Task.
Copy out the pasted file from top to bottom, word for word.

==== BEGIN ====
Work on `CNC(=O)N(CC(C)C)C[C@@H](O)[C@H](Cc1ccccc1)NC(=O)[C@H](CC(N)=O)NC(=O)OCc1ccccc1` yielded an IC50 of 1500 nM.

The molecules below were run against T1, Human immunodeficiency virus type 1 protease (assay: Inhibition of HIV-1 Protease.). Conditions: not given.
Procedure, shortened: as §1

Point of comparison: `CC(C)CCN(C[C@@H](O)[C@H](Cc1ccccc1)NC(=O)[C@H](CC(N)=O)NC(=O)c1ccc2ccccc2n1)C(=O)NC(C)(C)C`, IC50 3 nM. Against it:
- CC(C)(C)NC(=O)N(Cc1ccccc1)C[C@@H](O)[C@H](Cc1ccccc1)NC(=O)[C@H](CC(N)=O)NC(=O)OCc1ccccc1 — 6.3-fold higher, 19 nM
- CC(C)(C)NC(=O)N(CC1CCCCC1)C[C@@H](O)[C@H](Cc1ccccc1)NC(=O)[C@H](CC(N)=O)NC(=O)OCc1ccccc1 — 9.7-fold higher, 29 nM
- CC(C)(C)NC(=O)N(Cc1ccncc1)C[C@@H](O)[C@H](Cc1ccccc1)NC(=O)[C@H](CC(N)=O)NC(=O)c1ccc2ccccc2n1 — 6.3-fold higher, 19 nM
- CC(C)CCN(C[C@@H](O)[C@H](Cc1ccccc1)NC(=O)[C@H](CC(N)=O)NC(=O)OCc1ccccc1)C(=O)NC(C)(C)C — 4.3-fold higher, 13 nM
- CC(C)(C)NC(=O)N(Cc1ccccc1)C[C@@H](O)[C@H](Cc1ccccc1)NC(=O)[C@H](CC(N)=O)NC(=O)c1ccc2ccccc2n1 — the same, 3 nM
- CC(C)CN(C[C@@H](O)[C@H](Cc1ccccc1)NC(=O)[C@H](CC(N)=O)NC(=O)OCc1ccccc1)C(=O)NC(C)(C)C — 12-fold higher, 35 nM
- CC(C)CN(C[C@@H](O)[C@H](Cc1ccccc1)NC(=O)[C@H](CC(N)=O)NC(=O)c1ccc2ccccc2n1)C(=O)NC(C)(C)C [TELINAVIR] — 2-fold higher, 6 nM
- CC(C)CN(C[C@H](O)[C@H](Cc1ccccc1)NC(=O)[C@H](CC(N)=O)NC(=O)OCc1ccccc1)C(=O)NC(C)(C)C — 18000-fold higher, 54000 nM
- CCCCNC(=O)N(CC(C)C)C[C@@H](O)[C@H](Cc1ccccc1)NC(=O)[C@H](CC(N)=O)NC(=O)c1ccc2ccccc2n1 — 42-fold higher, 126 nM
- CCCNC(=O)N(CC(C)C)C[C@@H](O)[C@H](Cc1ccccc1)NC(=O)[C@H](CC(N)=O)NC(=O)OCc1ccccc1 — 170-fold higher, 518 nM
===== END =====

Work on `CNC(=O)N(CC(C)C)C[C@@H](O)[C@H](Cc1ccccc1)NC(=O)[C@H](CC(N)=O)NC(=O)OCc1ccccc1` yielded an IC50 of 1500 nM.

The molecules below were run against T1, Human immunodeficiency virus type 1 protease (assay: Inhibition of HIV-1 Protease.). Conditions: not given.
Procedure, shortened: as §1

Point of comparison: `CC(C)CCN(C[C@@H](O)[C@H](Cc1ccccc1)NC(=O)[C@H](CC(N)=O)NC(=O)c1ccc2ccccc2n1)C(=O)NC(C)(C)C`, IC50 3 nM. Against it:
- CC(C)(C)NC(=O)N(Cc1ccccc1)C[C@@H](O)[C@H](Cc1ccccc1)NC(=O)[C@H](CC(N)=O)NC(=O)OCc1ccccc1 — 6.3-fold higher, 19 nM
- CC(C)(C)NC(=O)N(CC1CCCCC1)C[C@@H](O)[C@H](Cc1ccccc1)NC(=O)[C@H](CC(N)=O)NC(=O)OCc1ccccc1 — 9.7-fold higher, 29 nM
- CC(C)(C)NC(=O)N(Cc1ccncc1)C[C@@H](O)[C@H](Cc1ccccc1)NC(=O)[C@H](CC(N)=O)NC(=O)c1ccc2ccccc2n1 — 6.3-fold higher, 19 nM
- CC(C)CCN(C[C@@H](O)[C@H](Cc1ccccc1)NC(=O)[C@H](CC(N)=O)NC(=O)OCc1ccccc1)C(=O)NC(C)(C)C — 4.3-fold higher, 13 nM
- CC(C)(C)NC(=O)N(Cc1ccccc1)C[C@@H](O)[C@H](Cc1ccccc1)NC(=O)[C@H](CC(N)=O)NC(=O)c1ccc2ccccc2n1 — the same, 3 nM
- CC(C)CN(C[C@@H](O)[C@H](Cc1ccccc1)NC(=O)[C@H](CC(N)=O)NC(=O)OCc1ccccc1)C(=O)NC(C)(C)C — 12-fold higher, 35 nM
- CC(C)CN(C[C@@H](O)[C@H](Cc1ccccc1)NC(=O)[C@H](CC(N)=O)NC(=O)c1ccc2ccccc2n1)C(=O)NC(C)(C)C [TELINAVIR] — 2-fold higher, 6 nM
- CC(C)CN(C[C@H](O)[C@H](Cc1ccccc1)NC(=O)[C@H](CC(N)=O)NC(=O)OCc1ccccc1)C(=O)NC(C)(C)C — 18000-fold higher, 54000 nM
- CCCCNC(=O)N(CC(C)C)C[C@@H](O)[C@H](Cc1ccccc1)NC(=O)[C@H](CC(N)=O)NC(=O)c1ccc2ccccc2n1 — 42-fold higher, 126 nM
- CCCNC(=O)N(CC(C)C)C[C@@H](O)[C@H](Cc1ccccc1)NC(=O)[C@H](CC(N)=O)NC(=O)OCc1ccccc1 — 170-fold higher, 518 nM